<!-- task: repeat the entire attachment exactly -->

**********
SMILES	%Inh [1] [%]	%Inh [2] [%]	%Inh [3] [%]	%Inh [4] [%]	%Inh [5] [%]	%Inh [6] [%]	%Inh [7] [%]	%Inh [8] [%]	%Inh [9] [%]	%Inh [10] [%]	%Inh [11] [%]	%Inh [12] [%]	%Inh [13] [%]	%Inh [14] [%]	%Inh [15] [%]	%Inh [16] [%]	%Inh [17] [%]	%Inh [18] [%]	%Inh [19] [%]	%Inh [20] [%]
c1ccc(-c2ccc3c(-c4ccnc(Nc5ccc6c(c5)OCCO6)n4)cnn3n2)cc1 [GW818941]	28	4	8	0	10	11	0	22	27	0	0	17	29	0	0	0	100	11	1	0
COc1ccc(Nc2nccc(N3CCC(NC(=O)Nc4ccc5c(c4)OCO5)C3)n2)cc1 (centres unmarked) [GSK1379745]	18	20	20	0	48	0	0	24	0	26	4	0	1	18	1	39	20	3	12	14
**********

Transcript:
SMILES	%Inh [1] [%]	%Inh [2] [%]	%Inh [3] [%]	%Inh [4] [%]	%Inh [5] [%]	%Inh [6] [%]	%Inh [7] [%]	%Inh [8] [%]	%Inh [9] [%]	%Inh [10] [%]	%Inh [11] [%]	%Inh [12] [%]	%Inh [13] [%]	%Inh [14] [%]	%Inh [15] [%]	%Inh [16] [%]	%Inh [17] [%]	%Inh [18] [%]	%Inh [19] [%]	%Inh [20] [%]
c1ccc(-c2ccc3c(-c4ccnc(Nc5ccc6c(c5)OCCO6)n4)cnn3n2)cc1 [GW818941]	28	4	8	0	10	11	0	22	27	0	0	17	29	0	0	0	100	11	1	0
COc1ccc(Nc2nccc(N3CCC(NC(=O)Nc4ccc5c(c4)OCO5)C3)n2)cc1 (centres unmarked) [GSK1379745]	18	20	20	0	48	0	0	24	0	26	4	0	1	18	1	39	20	3	12	14